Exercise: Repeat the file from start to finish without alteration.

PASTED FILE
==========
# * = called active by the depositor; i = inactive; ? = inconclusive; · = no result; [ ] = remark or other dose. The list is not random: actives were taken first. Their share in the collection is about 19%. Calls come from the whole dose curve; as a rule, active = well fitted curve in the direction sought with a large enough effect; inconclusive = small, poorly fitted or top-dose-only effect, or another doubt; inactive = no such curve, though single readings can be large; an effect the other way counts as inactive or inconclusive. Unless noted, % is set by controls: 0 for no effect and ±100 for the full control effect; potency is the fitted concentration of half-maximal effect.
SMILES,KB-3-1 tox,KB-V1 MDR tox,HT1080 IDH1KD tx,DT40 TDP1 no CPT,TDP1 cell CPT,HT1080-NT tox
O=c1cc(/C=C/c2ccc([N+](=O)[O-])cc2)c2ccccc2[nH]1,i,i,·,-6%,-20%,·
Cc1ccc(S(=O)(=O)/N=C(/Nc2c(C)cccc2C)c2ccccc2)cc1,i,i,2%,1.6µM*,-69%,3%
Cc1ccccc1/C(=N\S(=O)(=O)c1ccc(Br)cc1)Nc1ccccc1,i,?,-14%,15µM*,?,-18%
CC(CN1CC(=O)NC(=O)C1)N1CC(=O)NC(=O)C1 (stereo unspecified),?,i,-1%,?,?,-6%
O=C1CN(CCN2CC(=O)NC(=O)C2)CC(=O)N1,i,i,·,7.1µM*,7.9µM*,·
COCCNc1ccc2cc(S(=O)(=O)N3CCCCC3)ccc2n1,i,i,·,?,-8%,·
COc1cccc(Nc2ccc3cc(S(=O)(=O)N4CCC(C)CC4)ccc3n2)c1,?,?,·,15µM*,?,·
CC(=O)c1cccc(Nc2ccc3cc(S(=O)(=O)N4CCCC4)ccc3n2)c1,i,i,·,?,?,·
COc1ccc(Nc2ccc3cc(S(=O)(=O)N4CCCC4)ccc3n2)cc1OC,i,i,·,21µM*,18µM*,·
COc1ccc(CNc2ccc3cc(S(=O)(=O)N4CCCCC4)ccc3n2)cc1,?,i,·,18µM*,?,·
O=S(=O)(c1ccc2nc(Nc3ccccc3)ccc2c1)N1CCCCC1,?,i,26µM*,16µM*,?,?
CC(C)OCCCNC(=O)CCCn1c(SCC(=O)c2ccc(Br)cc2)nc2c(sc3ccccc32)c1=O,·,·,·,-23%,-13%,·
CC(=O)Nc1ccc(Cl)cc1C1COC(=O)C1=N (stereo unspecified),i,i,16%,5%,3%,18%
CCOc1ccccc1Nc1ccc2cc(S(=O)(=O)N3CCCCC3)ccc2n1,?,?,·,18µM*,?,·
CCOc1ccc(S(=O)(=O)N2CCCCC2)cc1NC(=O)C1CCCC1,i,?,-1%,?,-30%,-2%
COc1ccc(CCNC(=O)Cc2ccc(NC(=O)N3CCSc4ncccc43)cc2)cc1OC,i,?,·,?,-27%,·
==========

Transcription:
# * = called active by the depositor; i = inactive; ? = inconclusive; · = no result; [ ] = remark or other dose. The list is not random: actives were taken first. Their share in the collection is about 19%. Calls come from the whole dose curve; as a rule, active = well fitted curve in the direction sought with a large enough effect; inconclusive = small, poorly fitted or top-dose-only effect, or another doubt; inactive = no such curve, though single readings can be large; an effect the other way counts as inactive or inconclusive. Unless noted, % is set by controls: 0 for no effect and ±100 for the full control effect; potency is the fitted concentration of half-maximal effect.
SMILES,KB-3-1 tox,KB-V1 MDR tox,HT1080 IDH1KD tx,DT40 TDP1 no CPT,TDP1 cell CPT,HT1080-NT tox
O=c1cc(/C=C/c2ccc([N+](=O)[O-])cc2)c2ccccc2[nH]1,i,i,·,-6%,-20%,·
Cc1ccc(S(=O)(=O)/N=C(/Nc2c(C)cccc2C)c2ccccc2)cc1,i,i,2%,1.6µM*,-69%,3%
Cc1ccccc1/C(=N\S(=O)(=O)c1ccc(Br)cc1)Nc1ccccc1,i,?,-14%,15µM*,?,-18%
CC(CN1CC(=O)NC(=O)C1)N1CC(=O)NC(=O)C1 (stereo unspecified),?,i,-1%,?,?,-6%
O=C1CN(CCN2CC(=O)NC(=O)C2)CC(=O)N1,i,i,·,7.1µM*,7.9µM*,·
COCCNc1ccc2cc(S(=O)(=O)N3CCCCC3)ccc2n1,i,i,·,?,-8%,·
COc1cccc(Nc2ccc3cc(S(=O)(=O)N4CCC(C)CC4)ccc3n2)c1,?,?,·,15µM*,?,·
CC(=O)c1cccc(Nc2ccc3cc(S(=O)(=O)N4CCCC4)ccc3n2)c1,i,i,·,?,?,·
COc1ccc(Nc2ccc3cc(S(=O)(=O)N4CCCC4)ccc3n2)cc1OC,i,i,·,21µM*,18µM*,·
COc1ccc(CNc2ccc3cc(S(=O)(=O)N4CCCCC4)ccc3n2)cc1,?,i,·,18µM*,?,·
O=S(=O)(c1ccc2nc(Nc3ccccc3)ccc2c1)N1CCCCC1,?,i,26µM*,16µM*,?,?
CC(C)OCCCNC(=O)CCCn1c(SCC(=O)c2ccc(Br)cc2)nc2c(sc3ccccc32)c1=O,·,·,·,-23%,-13%,·
CC(=O)Nc1ccc(Cl)cc1C1COC(=O)C1=N (stereo unspecified),i,i,16%,5%,3%,18%
CCOc1ccccc1Nc1ccc2cc(S(=O)(=O)N3CCCCC3)ccc2n1,?,?,·,18µM*,?,·
CCOc1ccc(S(=O)(=O)N2CCCCC2)cc1NC(=O)C1CCCC1,i,?,-1%,?,-30%,-2%
COc1ccc(CCNC(=O)Cc2ccc(NC(=O)N3CCSc4ncccc43)cc2)cc1OC,i,?,·,?,-27%,·